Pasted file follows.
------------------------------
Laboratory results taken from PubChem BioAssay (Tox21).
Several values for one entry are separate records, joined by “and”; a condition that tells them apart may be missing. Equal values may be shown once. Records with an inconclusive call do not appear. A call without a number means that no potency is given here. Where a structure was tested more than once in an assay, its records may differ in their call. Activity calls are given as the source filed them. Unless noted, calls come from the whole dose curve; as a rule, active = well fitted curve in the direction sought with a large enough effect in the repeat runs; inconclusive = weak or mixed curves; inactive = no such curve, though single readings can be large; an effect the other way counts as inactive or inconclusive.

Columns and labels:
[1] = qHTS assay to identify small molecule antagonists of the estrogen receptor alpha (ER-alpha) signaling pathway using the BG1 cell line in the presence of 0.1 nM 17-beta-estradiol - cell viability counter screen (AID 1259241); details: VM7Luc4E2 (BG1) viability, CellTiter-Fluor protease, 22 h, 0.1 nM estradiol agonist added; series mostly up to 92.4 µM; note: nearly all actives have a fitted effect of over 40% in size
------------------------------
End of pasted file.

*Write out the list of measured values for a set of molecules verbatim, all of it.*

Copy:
Laboratory results taken from PubChem BioAssay (Tox21).
Several values for one entry are separate records, joined by “and”; a condition that tells them apart may be missing. Equal values may be shown once. Records with an inconclusive call do not appear. A call without a number means that no potency is given here. Where a structure was tested more than once in an assay, its records may differ in their call. Activity calls are given as the source filed them. Unless noted, calls come from the whole dose curve; as a rule, active = well fitted curve in the direction sought with a large enough effect in the repeat runs; inconclusive = weak or mixed curves; inactive = no such curve, though single readings can be large; an effect the other way counts as inactive or inconclusive.

Columns and labels:
[1] = qHTS assay to identify small molecule antagonists of the estrogen receptor alpha (ER-alpha) signaling pathway using the BG1 cell line in the presence of 0.1 nM 17-beta-estradiol - cell viability counter screen (AID 1259241); details: VM7Luc4E2 (BG1) viability, CellTiter-Fluor protease, 22 h, 0.1 nM estradiol agonist added; series mostly up to 92.4 µM; note: nearly all actives have a fitted effect of over 40% in size